Navigates the cultural, emotional, and linguistic boundaries of identity
Nina Bouraoui was born in Rennes, France, to an Algerian father and a French mother. Shortly thereafter, she moved with her family to Algiers, where she lived until the age of thirteen. Bouraoui received the literary prize Prix du Livre Inter in 1991 and the Prix Renaudot in 2005. Marjorie Attignol Salvodon is an assistant professor of French at Suffolk University. Jehanne-Marie Gavarini is an associate professor of art at the University of Massachusetts, Lowell, and a visiting scholar at the Women's Studies Research Center at Brandeis University.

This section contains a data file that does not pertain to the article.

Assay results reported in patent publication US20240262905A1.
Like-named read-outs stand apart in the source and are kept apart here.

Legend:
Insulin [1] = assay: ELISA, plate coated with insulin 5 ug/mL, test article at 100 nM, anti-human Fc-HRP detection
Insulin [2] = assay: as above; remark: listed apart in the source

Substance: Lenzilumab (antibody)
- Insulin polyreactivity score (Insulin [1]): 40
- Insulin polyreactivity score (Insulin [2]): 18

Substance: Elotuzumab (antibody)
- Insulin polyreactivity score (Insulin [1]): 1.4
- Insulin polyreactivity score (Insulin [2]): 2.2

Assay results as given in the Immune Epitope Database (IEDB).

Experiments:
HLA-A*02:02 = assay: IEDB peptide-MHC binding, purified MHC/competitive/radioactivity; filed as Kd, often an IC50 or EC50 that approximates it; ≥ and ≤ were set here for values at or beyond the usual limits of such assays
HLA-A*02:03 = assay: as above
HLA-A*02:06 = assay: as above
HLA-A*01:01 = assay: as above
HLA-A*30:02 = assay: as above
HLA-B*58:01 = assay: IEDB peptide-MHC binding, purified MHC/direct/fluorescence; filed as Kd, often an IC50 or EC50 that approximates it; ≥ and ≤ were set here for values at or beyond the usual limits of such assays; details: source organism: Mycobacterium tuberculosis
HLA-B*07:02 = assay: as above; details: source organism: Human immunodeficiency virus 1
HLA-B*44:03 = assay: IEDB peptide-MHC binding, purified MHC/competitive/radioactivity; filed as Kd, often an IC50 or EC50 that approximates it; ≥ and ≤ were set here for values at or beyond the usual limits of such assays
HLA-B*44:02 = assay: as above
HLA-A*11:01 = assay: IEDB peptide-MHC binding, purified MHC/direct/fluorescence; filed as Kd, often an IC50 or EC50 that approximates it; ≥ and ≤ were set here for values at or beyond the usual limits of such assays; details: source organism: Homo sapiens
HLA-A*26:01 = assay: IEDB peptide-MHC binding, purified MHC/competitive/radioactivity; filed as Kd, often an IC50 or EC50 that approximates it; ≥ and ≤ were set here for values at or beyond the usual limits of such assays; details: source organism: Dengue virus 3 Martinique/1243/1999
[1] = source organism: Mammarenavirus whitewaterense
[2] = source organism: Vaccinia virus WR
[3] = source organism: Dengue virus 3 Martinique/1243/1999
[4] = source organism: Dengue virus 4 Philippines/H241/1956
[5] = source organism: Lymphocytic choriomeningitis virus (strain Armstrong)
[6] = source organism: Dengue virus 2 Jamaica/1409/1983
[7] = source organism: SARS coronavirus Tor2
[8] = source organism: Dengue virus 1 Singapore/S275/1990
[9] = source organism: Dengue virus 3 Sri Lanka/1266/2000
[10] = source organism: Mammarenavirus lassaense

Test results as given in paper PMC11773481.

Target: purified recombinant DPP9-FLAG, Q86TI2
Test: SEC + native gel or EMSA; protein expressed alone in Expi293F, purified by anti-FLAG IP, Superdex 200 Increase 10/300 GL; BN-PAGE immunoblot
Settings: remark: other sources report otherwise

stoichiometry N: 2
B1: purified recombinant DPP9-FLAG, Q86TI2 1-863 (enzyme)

"Bouraoui's quiet and inwardly focused coming-of-age novel delves deeply into intimate questions of self-definition - and ultimately the urge to become a writer." Publishers Weekly Praise for the original French Garcon manque: "Painful, enlightening, fascinating, impossible, yet very real... It is these visceral feelings experienced by almost everyone of double nationality that Nina Bouraoui so masterfully expresses through her highly sensual and incantatory writing." Melissa Marus, World Liteature Today